Scott Pioli stepped away from the Atlanta Falcons after five seasons as the team’s assistant general manager.
While he said at the time he was going to pursue other opportunities, Pioli hasn’t yet taken on a new full-time job.
But some of Pioli’s current and past efforts endure, and for those he’s being recognized.
NCAA recognition for diversity and inclusion
On Tuesday, the NCAA announced that its Minority Opportunities and Interests Committee is recognizing Pioli as a Champion of Diversity and Inclusion for his continued works in “supporting ethnic minorities and other underrepresented populations in athletics.”
Northwestern athletic director Jim Phillips was previously recognized.
Generally low key, Pioli is starting to garner attention and plaudits for his efforts to support minorities and women.
In NFL circles, his support helped San Francisco 49ers offensive assistant Katie Sowers get hired, and former offensive lineman Ryan O’Callaghan credits Pioli’s support with saving his life when he was struggling as a closeted gay man in NFL locker rooms.
In a story on the NCAA’s website, Pioli said people in his childhood — an African-American schoolteacher, his best friend’s gay older brother and his older sisters who were talented athletes but missed out on the Title IX era that would have provided a college athletic scholarship like he received — all played a role in opening his mind and heart to diversity and inclusion not just as ideas, but as practices.
“I entered this world the way I am, a white male, so I have enjoyed white male privilege my whole life,” Pioli said. “However, since I was a young child, I have been incredibly blessed to have some pretty significant moments in my life that opened my eyes.”
‘His efforts and impact have gone largely unrecognized’
Pioli has been walking the walk for a while.
“His efforts and impact have gone largely unrecognized — in no small part because Scott does not seek out recognition or even acknowledgment of his work,” said Jocelyn Benson, Michigan’s secretary of state. “Yet he has been doing this work quietly for decades.
“Nearly every day, Scott finds a way to use his network and position to help diversify the sports industry.”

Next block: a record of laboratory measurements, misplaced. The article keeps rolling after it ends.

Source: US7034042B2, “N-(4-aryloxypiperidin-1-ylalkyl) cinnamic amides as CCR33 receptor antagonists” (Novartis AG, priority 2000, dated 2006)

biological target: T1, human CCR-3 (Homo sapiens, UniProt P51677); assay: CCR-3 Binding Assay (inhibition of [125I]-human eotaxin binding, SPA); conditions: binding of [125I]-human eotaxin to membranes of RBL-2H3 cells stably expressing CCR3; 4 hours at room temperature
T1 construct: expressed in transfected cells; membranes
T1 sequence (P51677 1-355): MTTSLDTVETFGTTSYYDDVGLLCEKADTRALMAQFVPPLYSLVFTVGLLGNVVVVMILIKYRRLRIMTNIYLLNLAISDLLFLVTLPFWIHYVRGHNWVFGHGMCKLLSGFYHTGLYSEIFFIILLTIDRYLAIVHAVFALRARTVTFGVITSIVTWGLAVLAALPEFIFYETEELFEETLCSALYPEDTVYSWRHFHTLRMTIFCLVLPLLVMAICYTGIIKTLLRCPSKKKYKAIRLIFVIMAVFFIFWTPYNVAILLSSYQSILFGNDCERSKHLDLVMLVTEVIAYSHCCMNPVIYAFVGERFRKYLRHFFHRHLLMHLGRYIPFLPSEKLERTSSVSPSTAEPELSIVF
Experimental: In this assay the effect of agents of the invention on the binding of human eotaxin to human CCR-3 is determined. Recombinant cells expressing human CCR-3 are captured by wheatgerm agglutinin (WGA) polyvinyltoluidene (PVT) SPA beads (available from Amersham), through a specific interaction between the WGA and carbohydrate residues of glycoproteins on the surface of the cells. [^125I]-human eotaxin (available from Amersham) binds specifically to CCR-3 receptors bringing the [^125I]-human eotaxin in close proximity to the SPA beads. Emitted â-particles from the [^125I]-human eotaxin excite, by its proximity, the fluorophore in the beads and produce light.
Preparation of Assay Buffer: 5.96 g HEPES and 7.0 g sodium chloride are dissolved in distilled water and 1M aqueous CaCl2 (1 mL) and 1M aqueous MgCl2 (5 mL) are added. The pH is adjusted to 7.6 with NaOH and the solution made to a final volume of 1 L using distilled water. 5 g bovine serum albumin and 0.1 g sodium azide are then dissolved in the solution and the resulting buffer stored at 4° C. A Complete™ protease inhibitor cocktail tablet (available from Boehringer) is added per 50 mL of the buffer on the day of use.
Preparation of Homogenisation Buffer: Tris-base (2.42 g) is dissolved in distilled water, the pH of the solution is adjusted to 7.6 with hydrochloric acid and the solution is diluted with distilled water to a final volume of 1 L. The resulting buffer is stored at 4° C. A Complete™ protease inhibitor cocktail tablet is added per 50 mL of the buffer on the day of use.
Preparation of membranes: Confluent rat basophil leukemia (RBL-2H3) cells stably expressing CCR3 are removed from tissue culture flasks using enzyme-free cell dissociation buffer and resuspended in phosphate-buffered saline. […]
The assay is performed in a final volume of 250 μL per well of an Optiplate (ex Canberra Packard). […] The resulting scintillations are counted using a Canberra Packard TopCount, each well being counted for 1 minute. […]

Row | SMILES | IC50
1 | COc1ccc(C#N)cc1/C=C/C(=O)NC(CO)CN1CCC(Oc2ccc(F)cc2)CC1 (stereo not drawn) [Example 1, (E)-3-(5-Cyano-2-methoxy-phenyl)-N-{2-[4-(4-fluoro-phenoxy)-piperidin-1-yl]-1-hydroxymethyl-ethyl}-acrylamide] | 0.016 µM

Benson and Pioli are both board members of RISE, the Ross Initiative in Sports for Equality, the group started by Miami Dolphins owner Stephen Ross, who came under fire recently for hosting a big-money fundraiser for President Donald Trump.
Through RISE, Pioli leads a program at Morehouse, a historically black men’s college in Georgia, that educates college and professional athletes about civil rights advocacy and how to use their voice. He also helped start RISE to Vote, which registers college and professional athletes to vote and encourages them how to be civically engaged.
He also has funded college scholarships designed for women, people of color and first-generation college students, and his Scott Pioli & Family Fund for Women Football Coaches and Scouts provides financial assistance to women pursuing careers in that field.
‘Afraid to jump in the water’
Pioli admits he grew into his advocacy and understands other white men might be afraid to do so — that they’ve told inappropriate jokes before, or speaking out just seems scary.
But if they move past that, they can be part of the solution.
“As crazy and counterintuitive as this may sound, there are people who look like me who are afraid to jump in the water. For all of their strength, all of their power, all of their confidence, there is a fear,” Pioli said. “Was I always as thoughtful, as willing to be supportive, as willing to openly be an advocate, an ally? No, I wasn’t. Did I engage in conversations or situations at times that I am not proud of? Absolutely.
“I was very conflicted at times because as a human, you want acceptance from your peers and contemporaries.”
He was able to take that first step in the right direction.
“When you’re elevated to a platform to hopefully make a social impact and make an educational impact, you inject that into your daily life by the way you work in your daily life, by mentoring people that work completely different than you, that look completely different than you,” Pioli said. “Because of the reputation, people in those communities that are marginalized say, ‘Hey, this guy really does care,’ so people will come to me.
“If you allow this work to be exposed a little bit more, it makes other people who look like me ask questions and start to become more comfortable with it.”
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